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AM News Brief: Jazz Lawsuit Dismissed, Incentivizing Vaccines & Protecting The Lesser Prairie-Chicken

Lesser Prairie Chicken USDA.jpeg
NCRS photo
/
USDA.gov
The U.S. Fish and Wildlife Service has proposed listing the lesser prairie-chicken as “endangered” in eastern New Mexico and “threatened” in its northern habitat that includes parts of southeastern Colorado. This story and more in the Friday morning news brief.

Friday morning, May 28, 2021

State

State Weighs Incentivizing Vaccines

Gov. Spencer Cox said Thursday that Utah is still waiting to see if it makes sense to offer incentives for people to get the COVID-19 vaccine. Cox said he and top lawmakers want to analyze data from other states offering things like cash lotteries or scholarships to see how much they actually convinced people. So far, 57% of Utahns over the age of 12 have gotten at least one vaccine dose. Over the past week, there’s been an average of 245 new cases each day. — Sonja Hutson

Southern Utah

Fire Caution For The Holiday

Record dry conditions and rising visitation numbers in Southwest Utah have fire officials concerned, and they’re urging people to change their behavior. Zion National Park had its first-ever February wildfire this year, it was human-caused and scorched four and a half acres. Kait Webb, with the Utah Division of Forestry, Fire and State Lands, said last year set a record for the number of fires started by people, and that record could be broken again. Among other things, Webb urges people not to drive on dry vegetation, and to be careful with campfires and target shooting. Read the full story. — Lexi Peery

Zion Shuttle Ticketing System Ends

Zion National Park is ending its shuttle reservation system Friday and will no longer require tickets. The shuttle will be on a first-come, first-served basis, though park officials said people who have already bought tickets will be given priority in the Visitor’s Center shuttle line. Masks are still required. Zion National Park is expecting around 85,000 visitors Friday through Monday and warns people to be prepared for long lines and full parking lots. — Elaine Clark

Northern Utah

Judge Dismisses Jazz Fan Lawsuit

A judge has dismissed a lawsuit against the Utah Jazz brought by a fan who was banned for life from the team’s arena. The ban came after Shane Keisel directed what the team called racial taunts towards then-Oklahoma City point guard Russell Westbrook in 2019 at the Vivint Smart Home Arena. Keisel denied that his heckling was racial, and said the high-profile incident cost him his job and exposed him to online threats. Keisel’s attorney said Thursday that his client intends to appeal the court’s decision. The ruling came just hours after Westbrook was once again a victim of unruly fan behavior — this time in Philadelphia. — Associated Press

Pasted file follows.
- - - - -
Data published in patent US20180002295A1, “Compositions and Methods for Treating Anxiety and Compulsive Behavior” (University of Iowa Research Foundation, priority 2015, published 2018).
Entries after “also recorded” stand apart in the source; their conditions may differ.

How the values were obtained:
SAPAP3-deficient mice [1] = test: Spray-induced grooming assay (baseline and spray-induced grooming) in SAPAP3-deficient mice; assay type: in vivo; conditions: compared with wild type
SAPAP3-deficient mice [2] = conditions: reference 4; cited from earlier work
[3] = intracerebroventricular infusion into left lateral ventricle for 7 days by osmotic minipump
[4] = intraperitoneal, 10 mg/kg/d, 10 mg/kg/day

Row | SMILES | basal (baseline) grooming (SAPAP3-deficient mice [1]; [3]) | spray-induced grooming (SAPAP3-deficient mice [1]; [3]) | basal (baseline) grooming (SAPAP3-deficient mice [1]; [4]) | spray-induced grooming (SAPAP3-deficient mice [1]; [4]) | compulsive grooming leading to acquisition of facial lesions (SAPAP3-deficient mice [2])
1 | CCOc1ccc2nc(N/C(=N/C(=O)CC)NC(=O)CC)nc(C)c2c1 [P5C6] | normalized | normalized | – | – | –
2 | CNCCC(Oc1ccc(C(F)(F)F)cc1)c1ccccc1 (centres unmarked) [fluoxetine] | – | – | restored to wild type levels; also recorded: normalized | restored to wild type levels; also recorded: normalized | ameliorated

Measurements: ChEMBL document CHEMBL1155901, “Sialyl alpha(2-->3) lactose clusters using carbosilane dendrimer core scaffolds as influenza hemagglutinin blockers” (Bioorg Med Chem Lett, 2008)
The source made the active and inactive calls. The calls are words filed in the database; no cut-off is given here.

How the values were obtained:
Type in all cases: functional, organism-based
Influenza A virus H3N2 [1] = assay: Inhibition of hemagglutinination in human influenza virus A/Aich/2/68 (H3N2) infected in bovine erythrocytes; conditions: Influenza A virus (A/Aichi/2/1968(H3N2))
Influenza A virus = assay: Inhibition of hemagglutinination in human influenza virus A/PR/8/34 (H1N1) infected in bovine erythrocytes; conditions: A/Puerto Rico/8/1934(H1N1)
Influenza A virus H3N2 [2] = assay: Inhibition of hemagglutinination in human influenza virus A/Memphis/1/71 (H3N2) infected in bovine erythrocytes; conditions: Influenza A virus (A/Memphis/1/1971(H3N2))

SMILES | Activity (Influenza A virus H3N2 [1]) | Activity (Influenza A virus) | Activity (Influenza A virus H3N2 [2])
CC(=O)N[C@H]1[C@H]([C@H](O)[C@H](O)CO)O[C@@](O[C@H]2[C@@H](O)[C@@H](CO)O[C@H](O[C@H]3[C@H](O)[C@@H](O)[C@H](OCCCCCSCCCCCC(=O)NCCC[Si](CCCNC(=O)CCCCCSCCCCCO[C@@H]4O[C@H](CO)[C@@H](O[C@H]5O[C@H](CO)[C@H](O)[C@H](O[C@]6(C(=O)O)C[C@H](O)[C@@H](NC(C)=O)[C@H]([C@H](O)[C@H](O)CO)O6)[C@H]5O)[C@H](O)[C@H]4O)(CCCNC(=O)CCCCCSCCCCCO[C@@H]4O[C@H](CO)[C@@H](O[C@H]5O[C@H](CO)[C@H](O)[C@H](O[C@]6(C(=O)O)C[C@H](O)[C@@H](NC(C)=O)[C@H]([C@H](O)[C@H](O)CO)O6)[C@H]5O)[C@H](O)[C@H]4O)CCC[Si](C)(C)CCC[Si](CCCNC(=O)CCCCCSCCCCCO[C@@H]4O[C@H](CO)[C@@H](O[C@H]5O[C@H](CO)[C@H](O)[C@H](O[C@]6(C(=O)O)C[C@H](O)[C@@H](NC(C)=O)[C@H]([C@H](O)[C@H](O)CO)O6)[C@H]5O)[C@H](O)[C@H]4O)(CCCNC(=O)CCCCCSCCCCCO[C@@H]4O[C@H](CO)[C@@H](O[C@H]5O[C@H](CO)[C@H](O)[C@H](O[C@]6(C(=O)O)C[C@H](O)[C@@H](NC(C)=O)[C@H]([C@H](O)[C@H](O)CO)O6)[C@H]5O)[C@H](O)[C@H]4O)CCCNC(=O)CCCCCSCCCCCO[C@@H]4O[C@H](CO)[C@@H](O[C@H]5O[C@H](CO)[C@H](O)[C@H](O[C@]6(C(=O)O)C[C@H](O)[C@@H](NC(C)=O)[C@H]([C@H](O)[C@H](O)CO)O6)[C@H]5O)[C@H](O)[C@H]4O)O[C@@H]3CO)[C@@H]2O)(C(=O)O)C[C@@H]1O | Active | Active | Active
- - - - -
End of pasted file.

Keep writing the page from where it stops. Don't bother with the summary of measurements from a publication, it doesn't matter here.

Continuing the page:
Correction: An earlier version of this story misidentified the team Russell Westbrook played for in 2019.

Utah Man Pleads Guilty To Illegal Wildlife Importing

A Midvale man pleaded guilty in federal court Thursday to charges of illegally importing wildlife to the U.S. Jean-Michel Arrigona sells taxidermied and mounted insects and animals. The U.S. Department of Justice says between 2015 and 2020 he and his company imported around 1,500 parts from dead animals. Most of those came from Indonesia and included some protected species like flying foxes and monitor lizards. Arrigona faces up to five years in prison and a $250,000 fine. — Caroline Ballard

Region/Nation

Lesser Prairie-Chicken Protection

The U.S. Fish and Wildlife Service has proposed listing the lesser prairie-chicken as “endangered” in eastern New Mexico and “threatened” in its northern habitat that includes parts of southeastern Colorado. Michael Robinson of the Center for Biological Diversity said that human development has disturbed the birds’ historic habitat. Fish and Wildlife first listed the birds as threatened in 2014, but reversed course after a lawsuit from four New Mexico counties and an oil and gas industry group. Critics of the current proposal say the move would seriously curtail oil and gas development in one of the most prolific oil fields in North America. The 60-day public comment period for the listing proposal begins Tuesday. — Savannah Maher, Mountain West News Bureau